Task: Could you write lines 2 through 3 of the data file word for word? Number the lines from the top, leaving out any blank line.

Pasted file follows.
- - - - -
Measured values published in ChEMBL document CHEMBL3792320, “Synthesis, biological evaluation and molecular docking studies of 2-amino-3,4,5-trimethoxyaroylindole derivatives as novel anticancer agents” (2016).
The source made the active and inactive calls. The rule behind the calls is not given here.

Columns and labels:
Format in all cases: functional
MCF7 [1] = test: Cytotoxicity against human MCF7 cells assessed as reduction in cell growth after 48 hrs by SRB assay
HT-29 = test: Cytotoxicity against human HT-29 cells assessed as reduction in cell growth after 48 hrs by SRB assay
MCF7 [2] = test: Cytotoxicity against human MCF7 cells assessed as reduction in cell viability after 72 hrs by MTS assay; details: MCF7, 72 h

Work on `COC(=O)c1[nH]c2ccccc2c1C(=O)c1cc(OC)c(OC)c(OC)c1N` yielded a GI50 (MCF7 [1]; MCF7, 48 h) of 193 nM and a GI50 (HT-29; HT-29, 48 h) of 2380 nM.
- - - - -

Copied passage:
The source made the active and inactive calls. The rule behind the calls is not given here.

Columns and labels: